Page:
We love the days of October because even though our blooms in the garden are fading, the color of pumpkins, gourds, cornstalks and leaves will soon take their place. Gather some of autumn’s beauty and place it at your door. Include a scarecrow, too, to greet your family and friends.

It is harvest time in our Valley and in your garden. You should get those potatoes and onions dug and store them in a cool, dark place. Do not store any potatoes that have been cut into while digging — those need to be tonight’s dinner. Ask the kids to help with this job. They are closer to the ground. It’s time to dig those tender flower bulbs also and get them stored away. Dig your gladioli, calla and canna lilies, dahlias and any other tender tubers after a frost has blackened the tops. Store them in a cool, frost-free place.

We should work on getting our gardens cleaned up but not perfectly. We need to remember to leave something for the birds. They will snack on the seeds of cosmos, coneflowers, sunflowers and bachelor buttons. They also like the heads of ornamental grasses and by leaving them for the birds you also create a bit of winter beauty in the garden. Put garden debris such as vines and weeds without seeds into your compost bin … and if you don’t have one, what a perfect time to get one going. You can buy composters but can also make them yourself. Go online and Google “composting” and you will find many ideas.

We are happy to give up that weekly job of mowing the lawn, but we still need to give the lawn a little attention before winter. If you have not done so, give your lawn the last application of a fertilizer. Your evergreen shrubs and trees should be deeply watered this month also. This should be done before your irrigation water is turned off (check with your irrigation water provider to find out when that will happen). Also begin the task of raking leaves off the lawn. You do not want to leave them on the lawn over winter and you do want to use them as mulch now and bagged up for later, too.

Are you thinking you might want to make some major changes in your garden for next year? This could be the perfect time to get started. Maybe you are thinking of raised beds. They can be created by using recycled material, from old wood to brick to concrete. Kits can also be purchased. How about a picket fence around the garden to keep the dogs out, or some new trellises? Maybe it is time to talk about adding some chickens or rabbits. There are so many plans online that will serve you well. Now that the garden is put to bed, this is a good time to get busy creating.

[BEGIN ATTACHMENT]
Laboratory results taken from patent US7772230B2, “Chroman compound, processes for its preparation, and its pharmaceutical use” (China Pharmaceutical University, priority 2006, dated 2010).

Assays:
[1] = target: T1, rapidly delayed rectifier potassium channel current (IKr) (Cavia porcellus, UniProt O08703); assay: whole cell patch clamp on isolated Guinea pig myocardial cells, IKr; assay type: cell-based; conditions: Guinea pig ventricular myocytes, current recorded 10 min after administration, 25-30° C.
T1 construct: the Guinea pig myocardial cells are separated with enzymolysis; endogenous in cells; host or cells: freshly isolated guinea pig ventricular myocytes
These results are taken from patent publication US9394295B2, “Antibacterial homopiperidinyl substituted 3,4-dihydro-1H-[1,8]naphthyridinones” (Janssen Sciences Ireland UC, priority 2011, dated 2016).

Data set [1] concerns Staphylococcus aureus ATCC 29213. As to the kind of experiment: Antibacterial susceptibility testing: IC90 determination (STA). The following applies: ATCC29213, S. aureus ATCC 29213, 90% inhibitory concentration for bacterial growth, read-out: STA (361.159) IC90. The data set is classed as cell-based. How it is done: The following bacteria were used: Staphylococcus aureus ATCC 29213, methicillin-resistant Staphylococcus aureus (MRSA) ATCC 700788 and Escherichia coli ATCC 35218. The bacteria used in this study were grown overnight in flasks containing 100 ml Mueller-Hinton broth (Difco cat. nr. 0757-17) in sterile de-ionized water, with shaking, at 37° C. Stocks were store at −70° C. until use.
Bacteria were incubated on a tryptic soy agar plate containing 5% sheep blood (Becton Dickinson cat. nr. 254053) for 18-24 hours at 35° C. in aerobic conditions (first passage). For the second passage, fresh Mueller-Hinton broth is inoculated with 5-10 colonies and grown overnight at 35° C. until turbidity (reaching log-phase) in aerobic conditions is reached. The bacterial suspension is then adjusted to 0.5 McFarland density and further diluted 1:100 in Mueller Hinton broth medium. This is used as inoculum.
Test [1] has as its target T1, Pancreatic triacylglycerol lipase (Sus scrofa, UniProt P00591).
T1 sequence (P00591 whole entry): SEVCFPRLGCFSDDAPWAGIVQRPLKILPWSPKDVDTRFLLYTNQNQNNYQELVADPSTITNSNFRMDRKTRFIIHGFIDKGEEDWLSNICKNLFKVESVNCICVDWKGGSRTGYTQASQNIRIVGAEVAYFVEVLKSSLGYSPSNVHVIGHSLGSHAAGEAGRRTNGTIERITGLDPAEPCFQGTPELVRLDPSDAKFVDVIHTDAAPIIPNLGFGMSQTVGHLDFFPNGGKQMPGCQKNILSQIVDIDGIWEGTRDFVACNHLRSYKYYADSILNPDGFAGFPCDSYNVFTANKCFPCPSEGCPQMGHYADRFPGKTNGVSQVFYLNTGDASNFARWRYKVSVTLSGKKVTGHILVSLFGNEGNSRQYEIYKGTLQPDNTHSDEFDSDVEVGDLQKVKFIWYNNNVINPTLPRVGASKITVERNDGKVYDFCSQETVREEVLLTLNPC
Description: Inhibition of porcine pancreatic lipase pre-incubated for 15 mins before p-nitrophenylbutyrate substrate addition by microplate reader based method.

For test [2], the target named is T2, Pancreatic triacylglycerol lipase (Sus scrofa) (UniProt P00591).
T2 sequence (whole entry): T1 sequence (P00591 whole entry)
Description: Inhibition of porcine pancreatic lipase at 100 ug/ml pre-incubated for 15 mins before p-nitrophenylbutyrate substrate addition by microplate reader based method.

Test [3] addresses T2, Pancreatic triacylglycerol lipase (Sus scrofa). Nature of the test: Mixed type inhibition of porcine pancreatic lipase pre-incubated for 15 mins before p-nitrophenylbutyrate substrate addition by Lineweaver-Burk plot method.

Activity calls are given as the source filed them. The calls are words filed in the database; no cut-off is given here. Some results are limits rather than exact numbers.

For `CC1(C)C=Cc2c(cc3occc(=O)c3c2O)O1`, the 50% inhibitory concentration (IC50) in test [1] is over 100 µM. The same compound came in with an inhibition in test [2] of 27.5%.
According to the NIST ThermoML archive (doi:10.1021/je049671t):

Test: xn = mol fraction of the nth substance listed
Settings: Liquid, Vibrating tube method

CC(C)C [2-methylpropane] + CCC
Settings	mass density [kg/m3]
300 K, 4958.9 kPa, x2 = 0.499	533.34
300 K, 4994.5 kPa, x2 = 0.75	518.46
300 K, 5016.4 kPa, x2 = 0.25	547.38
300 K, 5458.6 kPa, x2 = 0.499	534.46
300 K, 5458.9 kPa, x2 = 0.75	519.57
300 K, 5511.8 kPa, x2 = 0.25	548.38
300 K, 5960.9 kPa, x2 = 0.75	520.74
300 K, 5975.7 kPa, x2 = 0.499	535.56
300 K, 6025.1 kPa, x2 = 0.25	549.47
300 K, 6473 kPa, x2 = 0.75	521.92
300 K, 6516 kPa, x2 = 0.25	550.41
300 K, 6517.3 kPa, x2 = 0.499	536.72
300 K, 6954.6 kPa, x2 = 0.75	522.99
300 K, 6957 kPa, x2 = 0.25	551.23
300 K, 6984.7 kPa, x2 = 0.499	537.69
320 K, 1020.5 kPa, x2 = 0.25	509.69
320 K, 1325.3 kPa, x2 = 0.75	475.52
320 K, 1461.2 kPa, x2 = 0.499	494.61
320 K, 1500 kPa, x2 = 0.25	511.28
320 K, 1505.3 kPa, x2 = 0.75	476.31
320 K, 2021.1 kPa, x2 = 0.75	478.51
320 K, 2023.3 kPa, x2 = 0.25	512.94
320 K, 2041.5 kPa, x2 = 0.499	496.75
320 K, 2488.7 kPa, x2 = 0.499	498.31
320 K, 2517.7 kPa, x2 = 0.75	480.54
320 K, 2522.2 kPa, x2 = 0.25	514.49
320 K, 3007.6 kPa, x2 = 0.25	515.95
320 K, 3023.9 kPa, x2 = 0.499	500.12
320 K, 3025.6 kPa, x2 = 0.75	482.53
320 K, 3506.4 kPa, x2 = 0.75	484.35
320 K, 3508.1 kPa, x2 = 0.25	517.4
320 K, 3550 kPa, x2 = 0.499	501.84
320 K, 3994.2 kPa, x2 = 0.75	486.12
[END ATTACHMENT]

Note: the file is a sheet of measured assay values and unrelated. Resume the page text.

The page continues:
Once you have cleaned up the garden, begin rounding up the tools of summer and store them properly. Clean all shovels, hoes, rakes, etc., of dirt and then rub some oil into their handles. Do some sharpening and oil the metal parts. Drain the gas from your lawn mower and other small engines such as your rototiller. Taking care of your tools is like money in the bank. They will last you a long time if properly cared for.

Have some fall fun. Visit the Yakima County Master Gardener Demo Garden for inspiration. Attend the two last classes of summer. Saturday, you will learn about harvesting and Oct. 26 bring the kids for a free minipumpkin decorating class. All materials will be provided.

You might want to try some new recipes to make use of your fall produce, including squash, pumpkin and apples. Share some with the neighbors. Take the kids to a pumpkin patch and have them pick out the biggest ones they can carry. Have a pumpkin carving contest in your family. Press some autumn leaves for decor. Embrace October.

• WSU Extension Master Gardener Program is an organization of trained volunteers dedicated to horticulture and community service. Questions about gardening, landscaping or this program can be directed to the Master Gardener Clinic at 509-574-1604 or visit the WSU Extension office. The clinic is open March 1 through October on Mondays, Wednesdays and Fridays (except holidays) 9 a.m. to noon and 1 to 4 p.m. Visit the Master Gardener Booth at the Yakima Farmers Market on Sundays starting through October. The new location of the WSU Extension Office is 2403 S. 18th St., Suite 100 in Union Gap; phone 509-574-1600. New volunteers are welcome.